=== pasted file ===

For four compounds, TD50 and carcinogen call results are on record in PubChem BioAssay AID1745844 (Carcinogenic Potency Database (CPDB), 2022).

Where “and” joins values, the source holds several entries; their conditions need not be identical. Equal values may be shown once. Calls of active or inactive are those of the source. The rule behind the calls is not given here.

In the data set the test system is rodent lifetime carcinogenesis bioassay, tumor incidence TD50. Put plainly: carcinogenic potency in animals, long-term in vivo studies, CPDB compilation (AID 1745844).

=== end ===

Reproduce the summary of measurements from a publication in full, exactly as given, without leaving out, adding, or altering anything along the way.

For four compounds, TD50 and carcinogen call results are on record in PubChem BioAssay AID1745844 (Carcinogenic Potency Database (CPDB), 2022).

Where “and” joins values, the source holds several entries; their conditions need not be identical. Equal values may be shown once. Calls of active or inactive are those of the source. The rule behind the calls is not given here.

In the data set the test system is rodent lifetime carcinogenesis bioassay, tumor incidence TD50. Put plainly: carcinogenic potency in animals, long-term in vivo studies, CPDB compilation (AID 1745844).